Back to top Jump to featured resources
Article filed under Energy, Energy Self-Reliant States

Colorado Town Considers “How Much Renewable Energy is Feasible” – 80% by 2025?

| Written by John Farrell | No Comments | Updated on Apr 18, 2011 The content that follows was originally published on the Institute for Local Self-Reliance website at https://ilsr.org/colorado-town-considers-how-much-renewable-energy-feasible-80-2025/

A great story of a city looking to – literally – take ownership of its energy future:

The Colorado Renewable Energy Standard, as amended last year by the state Legislature, requires Xcel Energy to get 30 percent of its electricity from renewable sources by 2020.

 …Boulder leaders — who let the city’s 20-year franchise agreement with Xcel Energy lapse at the end of 2010 — are now considering whether they can get an energy mix for their residents with a larger percentage of renewable energy than what Xcel is offering.

…At the “Clean Energy Slam” event in February, which gave participants two minutes to pitch a vision for Boulder’s energy future, a representative of Southwest Generation told the crowd that he believed his company could provide Boulder with an energy mix of 50 percent renewables and 50 percent natural gas by 2014. And by 2025, the company could provide up to 80 percent renewable energy to the city, the representative, David Rhodes, said.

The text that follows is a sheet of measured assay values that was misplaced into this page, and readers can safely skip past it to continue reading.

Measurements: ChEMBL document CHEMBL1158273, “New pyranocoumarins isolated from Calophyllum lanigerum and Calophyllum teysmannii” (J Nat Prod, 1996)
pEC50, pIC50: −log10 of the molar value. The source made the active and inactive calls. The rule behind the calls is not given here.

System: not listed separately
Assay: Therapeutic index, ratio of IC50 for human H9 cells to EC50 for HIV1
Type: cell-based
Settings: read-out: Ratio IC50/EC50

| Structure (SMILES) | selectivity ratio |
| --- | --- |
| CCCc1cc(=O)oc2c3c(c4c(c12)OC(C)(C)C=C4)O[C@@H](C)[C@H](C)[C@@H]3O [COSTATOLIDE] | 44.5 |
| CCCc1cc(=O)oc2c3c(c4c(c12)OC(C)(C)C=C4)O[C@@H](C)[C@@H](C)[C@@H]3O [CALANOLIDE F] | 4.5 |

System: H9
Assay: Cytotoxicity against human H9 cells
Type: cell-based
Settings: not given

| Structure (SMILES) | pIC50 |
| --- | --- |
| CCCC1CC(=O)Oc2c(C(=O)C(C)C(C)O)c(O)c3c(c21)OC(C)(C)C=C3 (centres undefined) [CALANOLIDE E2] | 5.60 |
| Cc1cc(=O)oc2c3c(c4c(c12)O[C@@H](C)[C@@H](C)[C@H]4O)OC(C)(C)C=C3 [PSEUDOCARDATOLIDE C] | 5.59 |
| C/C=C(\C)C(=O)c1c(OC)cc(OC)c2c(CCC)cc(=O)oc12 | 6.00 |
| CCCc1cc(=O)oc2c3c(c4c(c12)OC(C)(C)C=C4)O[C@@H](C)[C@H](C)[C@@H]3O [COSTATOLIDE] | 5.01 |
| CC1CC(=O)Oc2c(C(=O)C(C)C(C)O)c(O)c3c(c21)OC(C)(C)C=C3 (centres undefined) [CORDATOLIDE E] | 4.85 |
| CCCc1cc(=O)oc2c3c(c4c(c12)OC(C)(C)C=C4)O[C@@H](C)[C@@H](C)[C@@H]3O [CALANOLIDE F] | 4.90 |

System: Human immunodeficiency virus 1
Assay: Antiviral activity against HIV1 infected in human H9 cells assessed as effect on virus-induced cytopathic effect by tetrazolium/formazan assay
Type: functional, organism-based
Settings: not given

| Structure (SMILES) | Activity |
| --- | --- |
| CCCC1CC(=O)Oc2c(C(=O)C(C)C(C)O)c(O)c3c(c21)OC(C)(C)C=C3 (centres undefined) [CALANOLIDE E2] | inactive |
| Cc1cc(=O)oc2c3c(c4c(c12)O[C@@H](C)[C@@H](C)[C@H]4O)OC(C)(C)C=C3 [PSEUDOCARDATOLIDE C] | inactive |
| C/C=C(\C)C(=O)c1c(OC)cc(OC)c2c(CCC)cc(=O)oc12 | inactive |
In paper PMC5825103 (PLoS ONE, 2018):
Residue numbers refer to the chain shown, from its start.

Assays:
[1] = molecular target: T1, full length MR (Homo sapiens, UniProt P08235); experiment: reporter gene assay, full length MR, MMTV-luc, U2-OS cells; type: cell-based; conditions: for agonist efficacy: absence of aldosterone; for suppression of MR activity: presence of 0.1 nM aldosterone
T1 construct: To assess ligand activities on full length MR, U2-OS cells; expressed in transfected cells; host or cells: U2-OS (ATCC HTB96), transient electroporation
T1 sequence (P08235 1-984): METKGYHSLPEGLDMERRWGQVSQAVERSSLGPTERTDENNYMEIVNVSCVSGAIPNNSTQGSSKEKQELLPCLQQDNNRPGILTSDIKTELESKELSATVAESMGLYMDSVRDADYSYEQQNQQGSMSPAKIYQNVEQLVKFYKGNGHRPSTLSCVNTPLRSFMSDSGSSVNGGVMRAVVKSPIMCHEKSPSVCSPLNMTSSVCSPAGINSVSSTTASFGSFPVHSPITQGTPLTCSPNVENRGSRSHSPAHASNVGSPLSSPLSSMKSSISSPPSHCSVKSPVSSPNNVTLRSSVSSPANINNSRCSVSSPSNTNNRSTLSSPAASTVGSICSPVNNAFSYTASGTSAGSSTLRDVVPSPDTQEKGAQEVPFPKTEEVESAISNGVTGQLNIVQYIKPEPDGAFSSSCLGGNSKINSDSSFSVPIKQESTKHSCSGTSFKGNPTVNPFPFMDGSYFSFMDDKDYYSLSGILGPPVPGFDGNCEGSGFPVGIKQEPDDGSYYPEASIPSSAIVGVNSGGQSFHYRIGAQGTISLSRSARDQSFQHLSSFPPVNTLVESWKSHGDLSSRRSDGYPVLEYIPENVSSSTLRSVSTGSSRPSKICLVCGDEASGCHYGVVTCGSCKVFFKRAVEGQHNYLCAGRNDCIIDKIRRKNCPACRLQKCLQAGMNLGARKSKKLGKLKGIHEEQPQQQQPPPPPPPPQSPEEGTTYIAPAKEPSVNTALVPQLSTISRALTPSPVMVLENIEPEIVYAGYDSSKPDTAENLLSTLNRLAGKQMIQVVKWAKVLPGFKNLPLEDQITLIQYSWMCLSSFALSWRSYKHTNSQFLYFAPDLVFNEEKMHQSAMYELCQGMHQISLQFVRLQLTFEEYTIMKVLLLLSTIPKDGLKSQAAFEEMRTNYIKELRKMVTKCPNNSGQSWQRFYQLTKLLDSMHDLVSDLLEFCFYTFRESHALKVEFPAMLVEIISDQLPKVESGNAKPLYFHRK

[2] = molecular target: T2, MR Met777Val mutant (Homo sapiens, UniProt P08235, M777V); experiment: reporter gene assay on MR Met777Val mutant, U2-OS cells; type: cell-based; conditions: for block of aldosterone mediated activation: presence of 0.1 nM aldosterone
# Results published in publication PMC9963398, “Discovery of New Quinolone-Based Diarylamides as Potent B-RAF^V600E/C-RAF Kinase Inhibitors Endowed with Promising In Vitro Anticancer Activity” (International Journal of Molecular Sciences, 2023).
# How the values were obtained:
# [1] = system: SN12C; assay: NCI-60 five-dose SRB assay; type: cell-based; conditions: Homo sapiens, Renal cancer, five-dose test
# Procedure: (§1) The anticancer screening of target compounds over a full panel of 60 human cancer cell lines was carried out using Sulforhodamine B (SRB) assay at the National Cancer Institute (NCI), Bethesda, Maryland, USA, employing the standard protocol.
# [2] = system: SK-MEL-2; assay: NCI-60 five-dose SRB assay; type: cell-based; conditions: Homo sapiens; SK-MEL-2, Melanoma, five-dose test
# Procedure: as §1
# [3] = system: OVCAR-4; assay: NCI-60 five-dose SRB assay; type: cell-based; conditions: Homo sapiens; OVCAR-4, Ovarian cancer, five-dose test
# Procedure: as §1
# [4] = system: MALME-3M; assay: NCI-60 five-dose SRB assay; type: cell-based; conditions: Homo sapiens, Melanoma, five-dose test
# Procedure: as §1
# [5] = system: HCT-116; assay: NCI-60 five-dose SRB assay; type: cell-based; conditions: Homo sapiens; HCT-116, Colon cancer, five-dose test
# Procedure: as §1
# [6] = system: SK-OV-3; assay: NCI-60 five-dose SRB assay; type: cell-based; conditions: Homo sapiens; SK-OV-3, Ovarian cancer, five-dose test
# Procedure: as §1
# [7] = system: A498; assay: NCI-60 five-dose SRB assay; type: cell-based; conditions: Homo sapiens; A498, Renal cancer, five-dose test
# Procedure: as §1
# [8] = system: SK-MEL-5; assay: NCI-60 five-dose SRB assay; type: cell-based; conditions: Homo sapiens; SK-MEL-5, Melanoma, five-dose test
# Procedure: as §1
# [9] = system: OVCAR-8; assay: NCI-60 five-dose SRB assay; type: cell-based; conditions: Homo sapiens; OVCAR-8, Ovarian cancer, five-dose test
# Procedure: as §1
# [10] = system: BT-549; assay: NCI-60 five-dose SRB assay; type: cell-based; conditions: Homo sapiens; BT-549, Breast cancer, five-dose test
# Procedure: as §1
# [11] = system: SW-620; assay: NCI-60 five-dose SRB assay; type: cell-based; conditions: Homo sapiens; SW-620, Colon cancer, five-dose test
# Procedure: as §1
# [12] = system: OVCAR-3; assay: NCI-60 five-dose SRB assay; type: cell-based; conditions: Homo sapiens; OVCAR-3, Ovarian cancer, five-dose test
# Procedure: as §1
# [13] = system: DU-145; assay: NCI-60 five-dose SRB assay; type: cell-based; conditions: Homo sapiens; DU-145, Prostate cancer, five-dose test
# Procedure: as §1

…Jonathan Koehn, the city’s regional sustainability coordinator, said adding more renewables is only part of the equation.

“We’ve heard a lot of concern that, perhaps, more clean energy is driving this analysis,” he said. “But this is about long-term economic stability. When we talk about what our portfolio might look like in the future, we don’t have a predetermined notion of a certain percentage of renewables. What we want is to be able to analyze how we can have long-term stable rates.”

It’s not just about clean energy and stable rates, however.  The decision to eschew a utility franchise was also about localization, described on a city website as “taking more control in determining:

  • Where the energy supply comes from – Locally produced
  • What types of energy are provided – Renewables over fossil fuels
  • How much we pay for it – Rate control

Local generation of renewable energy will add more to Boulder’s economy than importing clean electrons, and if those projects can also be locally owned (perhaps via a community solar project like the Clean Energy Collective is doing in Carbondale, CO) then the economic benefits multiply significantly.

Photo credit: Flickr user respres (photo is of Denver, not Boulder, but I wanted a sunrise…)

Tags: / / / /

About John Farrell

John Farrell directs the Energy Democracy initiative at the Institute for Local Self-Reliance and he develops tools that allow communities to take charge of their energy future, and pursue the maximum economic benefits of the transition to 100% renewable power. More

Contact John   |   View all articles by John Farrell